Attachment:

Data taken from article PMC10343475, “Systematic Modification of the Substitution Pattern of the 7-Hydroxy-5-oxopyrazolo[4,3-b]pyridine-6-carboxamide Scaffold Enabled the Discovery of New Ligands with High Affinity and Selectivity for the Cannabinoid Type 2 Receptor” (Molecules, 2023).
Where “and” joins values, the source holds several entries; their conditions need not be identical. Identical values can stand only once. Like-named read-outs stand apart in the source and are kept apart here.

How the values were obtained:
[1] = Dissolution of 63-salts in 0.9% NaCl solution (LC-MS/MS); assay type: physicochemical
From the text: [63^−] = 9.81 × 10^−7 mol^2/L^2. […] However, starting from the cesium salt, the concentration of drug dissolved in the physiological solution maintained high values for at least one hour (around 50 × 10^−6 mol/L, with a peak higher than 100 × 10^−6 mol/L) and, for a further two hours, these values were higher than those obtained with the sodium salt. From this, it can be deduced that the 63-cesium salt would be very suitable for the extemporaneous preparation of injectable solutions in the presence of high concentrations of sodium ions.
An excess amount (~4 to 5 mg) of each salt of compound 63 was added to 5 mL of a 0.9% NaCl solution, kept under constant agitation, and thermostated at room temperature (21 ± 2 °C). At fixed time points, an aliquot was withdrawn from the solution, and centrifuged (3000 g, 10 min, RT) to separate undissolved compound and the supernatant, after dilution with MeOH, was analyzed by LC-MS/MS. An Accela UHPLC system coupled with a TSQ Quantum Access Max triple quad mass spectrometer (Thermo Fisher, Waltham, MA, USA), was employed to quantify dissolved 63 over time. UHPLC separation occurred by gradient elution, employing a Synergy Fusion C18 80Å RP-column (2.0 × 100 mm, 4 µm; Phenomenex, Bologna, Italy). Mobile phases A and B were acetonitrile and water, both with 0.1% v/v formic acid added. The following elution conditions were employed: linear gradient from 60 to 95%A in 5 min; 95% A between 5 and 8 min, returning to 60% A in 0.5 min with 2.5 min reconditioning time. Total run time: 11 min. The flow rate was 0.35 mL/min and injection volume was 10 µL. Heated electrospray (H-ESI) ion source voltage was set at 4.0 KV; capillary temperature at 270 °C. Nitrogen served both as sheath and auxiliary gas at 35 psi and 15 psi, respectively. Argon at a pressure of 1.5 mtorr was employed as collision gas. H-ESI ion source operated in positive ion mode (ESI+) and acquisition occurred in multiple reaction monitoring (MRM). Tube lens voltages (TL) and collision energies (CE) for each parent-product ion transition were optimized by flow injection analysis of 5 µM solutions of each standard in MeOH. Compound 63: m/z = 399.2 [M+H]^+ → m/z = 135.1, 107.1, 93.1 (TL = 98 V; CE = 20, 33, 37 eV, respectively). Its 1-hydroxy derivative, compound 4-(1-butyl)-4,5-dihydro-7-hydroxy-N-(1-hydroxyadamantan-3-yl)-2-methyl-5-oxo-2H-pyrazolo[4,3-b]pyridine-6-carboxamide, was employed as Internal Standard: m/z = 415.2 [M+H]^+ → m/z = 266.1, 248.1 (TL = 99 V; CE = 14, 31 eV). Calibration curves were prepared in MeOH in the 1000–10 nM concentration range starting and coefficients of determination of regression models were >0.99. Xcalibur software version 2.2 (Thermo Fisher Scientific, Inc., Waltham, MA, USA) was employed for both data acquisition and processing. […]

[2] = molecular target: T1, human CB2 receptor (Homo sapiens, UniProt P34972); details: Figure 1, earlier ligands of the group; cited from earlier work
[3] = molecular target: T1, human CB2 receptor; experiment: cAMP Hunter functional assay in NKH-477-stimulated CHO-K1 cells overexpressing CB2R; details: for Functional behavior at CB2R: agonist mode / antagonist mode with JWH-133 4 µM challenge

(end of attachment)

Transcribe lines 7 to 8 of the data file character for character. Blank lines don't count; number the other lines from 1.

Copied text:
[2] = molecular target: T1, human CB2 receptor (Homo sapiens, UniProt P34972); details: Figure 1, earlier ligands of the group; cited from earlier work
[3] = molecular target: T1, human CB2 receptor; experiment: cAMP Hunter functional assay in NKH-477-stimulated CHO-K1 cells overexpressing CB2R; details: for Functional behavior at CB2R: agonist mode / antagonist mode with JWH-133 4 µM challenge